This happens as Phil Hill crosses the pits for the last time, before facing the North and South Turn, finally welcomed by the checkered flag. His second consecutive victory of the Italian Grand Prix also gave him the points which are necessary for the mathematical victory of the World Champion title. However, this is a title that the American driver can’t celebrate as he wants, he was told the news of the tragic fate that struck his teammate during the second lap of the race. Dan Gurney comes in second and Bruce McLaren is comfortably third, while in the back the battle for the fourth place is yet to be resolved. Tony Brooks tries to undermine Jackie Lewis’ position in the sprint, but the final finish rewards the latter by only a tenth of a second. A lap away is Roy Salvadori, and two Carel Godin de Beufort and Lorenzo Bandini, who finishes with only four other competitors behind them, for a total of twelve cars on thirty-two starters of what was a tough and ruthless race. There is little joy for Scuderia Ferrari’s mechanics and for Phil Hill’s victory, a triumph sadly marred by a serious disaster, undoubtedly unfortunate, but at the same time not entirely unpredictable. The tragedy of Monza has even greater consequences during the evening. In fact, another person, who had been hospitalized in very serious conditions, passes away without regaining consciousness on Monday evening, bringing to fifteen the total number of victims of the accident. Of the injured, other three are still in desperate condition at the hospital in Monza, so it’s possible that the tragedy can take an even more chilling and painful twist. The fifteenth victim died in the evening: it’s the nineteen-year-old Rinaldo Girod, from Arnaz in Valle d'Aosta. Rinaldo Girod had been under the oxygen tent all day in a desperate attempt to snatch him from death. Meanwhile, in the morning, the investigating judge leading the investigation had questioned the British driver Jim Clark, finally out of the state of shock in which he had fallen after the disaster. As it’s well known, while driving his Lotus launched at 200 km/h, he hit Baron Von Trips' Ferrari, causing it to go off track and throwing it among the people seated behind the protective net. Clark, still shocked by the terrible tragedy, answered the questions asked by the instructor judge, Dr Imorota, reconfirming the thesis already provided at the end of the tragic race:


"Von Trips stood next to me, even a little more in front of me; suddenly, 200 meters from the porphyry curve, he moved to the left to approach the elevated turn better. So he cut me off the road and my right front wheel bumped into the left rear one of the German driver causing the accident".


This version seems to be supported by a detail: the right front of Clark’s #36 Lotus is semi-smashed. But we have to keep in mind that this damage could be caused by the subsequent exit of the green car of the English driver, which hit the embankment. It will be up to the current technical investigation to determine exactly (if this is possible) the precise causes of the accident. Two other versions on the accident of Monza, which at first seem to be fairly reliable, were formulated in the last hours and the technical investigation, which supports and completes the judicial one, investigates also on these versions. According to one of these, after being overtaken by Trips, Clark gets to the point of the crash at high speed to try to overtake the rival again. To do so, the braking point gets delayed during cornering. Clark arrives on Trips’ tail at 200 km/h, while the German’s Ferrari went at 180 km/h. After being overtaken, Trips’ car turns to the left and ends up against the net where the audience is. In this very serious case, it would be Clark’s responsibility, who made a risky maneuver: in fact, in order to gain ground against Trips and overtake him again after being overtaken, he would have delayed the braking, being forced to try to overtake the Ferrari abruptly. Having done this too fast, he couldn’t avoid colliding with Trips' car. The third version attributes the first cause of the accident to the McLaren driver. He hit Trips, pushing him to the left, where the German would have been hit by Clark’s car.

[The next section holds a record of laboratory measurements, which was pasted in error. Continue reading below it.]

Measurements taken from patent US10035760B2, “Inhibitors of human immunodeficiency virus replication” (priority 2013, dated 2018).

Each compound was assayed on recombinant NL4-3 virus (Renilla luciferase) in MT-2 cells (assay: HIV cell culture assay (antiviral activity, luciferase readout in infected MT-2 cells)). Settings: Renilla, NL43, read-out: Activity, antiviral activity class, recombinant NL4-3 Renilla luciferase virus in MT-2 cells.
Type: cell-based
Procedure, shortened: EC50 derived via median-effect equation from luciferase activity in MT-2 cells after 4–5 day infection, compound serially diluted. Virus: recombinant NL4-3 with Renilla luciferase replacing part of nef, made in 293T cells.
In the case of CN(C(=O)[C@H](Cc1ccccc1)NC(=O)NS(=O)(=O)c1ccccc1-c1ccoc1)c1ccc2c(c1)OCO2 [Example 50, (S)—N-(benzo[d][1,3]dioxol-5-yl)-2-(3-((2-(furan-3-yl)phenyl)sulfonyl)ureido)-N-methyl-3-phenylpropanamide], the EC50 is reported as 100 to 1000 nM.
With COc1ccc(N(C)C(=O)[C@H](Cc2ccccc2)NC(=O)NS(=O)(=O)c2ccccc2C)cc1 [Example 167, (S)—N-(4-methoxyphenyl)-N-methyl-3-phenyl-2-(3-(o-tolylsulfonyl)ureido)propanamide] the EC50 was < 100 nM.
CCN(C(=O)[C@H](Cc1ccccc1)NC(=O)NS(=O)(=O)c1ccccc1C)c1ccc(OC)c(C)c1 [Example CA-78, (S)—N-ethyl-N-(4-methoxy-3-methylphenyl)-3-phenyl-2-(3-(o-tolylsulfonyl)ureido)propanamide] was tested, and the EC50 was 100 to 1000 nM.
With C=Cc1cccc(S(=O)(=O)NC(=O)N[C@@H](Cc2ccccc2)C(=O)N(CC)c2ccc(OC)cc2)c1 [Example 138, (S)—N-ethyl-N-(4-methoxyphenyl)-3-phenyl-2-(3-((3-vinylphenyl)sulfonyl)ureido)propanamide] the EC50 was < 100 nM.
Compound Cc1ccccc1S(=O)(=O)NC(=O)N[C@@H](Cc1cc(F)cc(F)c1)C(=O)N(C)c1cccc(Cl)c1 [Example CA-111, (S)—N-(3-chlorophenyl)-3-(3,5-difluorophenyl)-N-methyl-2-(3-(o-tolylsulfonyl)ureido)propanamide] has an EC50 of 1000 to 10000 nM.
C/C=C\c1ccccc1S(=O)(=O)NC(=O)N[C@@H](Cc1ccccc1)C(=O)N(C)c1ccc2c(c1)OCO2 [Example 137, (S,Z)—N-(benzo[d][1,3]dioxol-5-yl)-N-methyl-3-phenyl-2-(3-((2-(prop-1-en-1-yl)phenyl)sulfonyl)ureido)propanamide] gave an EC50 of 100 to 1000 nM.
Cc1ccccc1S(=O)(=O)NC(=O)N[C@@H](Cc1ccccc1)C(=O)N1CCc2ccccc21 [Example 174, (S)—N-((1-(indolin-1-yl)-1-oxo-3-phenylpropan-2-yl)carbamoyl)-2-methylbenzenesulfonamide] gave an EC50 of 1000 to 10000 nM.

However, this third version of the facts hasn’t been substantiated by reliable evidence yet. In an attempt to recreate the accident as accurately as possible, the Instructor Judge, accompanied by three of the injured, the director of Monza circuit, the managers of the Automobile Club of Milan (organizer of the race) by the authorities and the Carabinieri cooperating in the investigation, carried out an on-site inspection of the disaster. For the occasion, it was requested the intervention of Lotus with all the cars of the British company that participated in the Italian Grand Prix (except for Clark’s car, of course, already seized on Sunday at the time of the accident together with Trips’). Behind closed doors and with the strictest restraint, a series of deceleration, braking and curve tests were carried out at the same location as the collision between the two racing cars, which triggered the frightening accident. These tests were repeated at different speeds, to acquire a first element: to determine the exact speed at which the cars were racing in that point of the circuit. Of course, nothing about the results of the investigation has been leaked. However, it seems that the responsibility of the British driver has been excluded, since he was able to leave for London on Monday afternoon, where in any case he will be available to the Italian judicial authority for any further developments in the investigation. As for the safety conditions of the track, the statements made by Dr Luigi Bertett, president of the Automobile Club of Milan and organizer of the competition that ended so tragically, are interesting.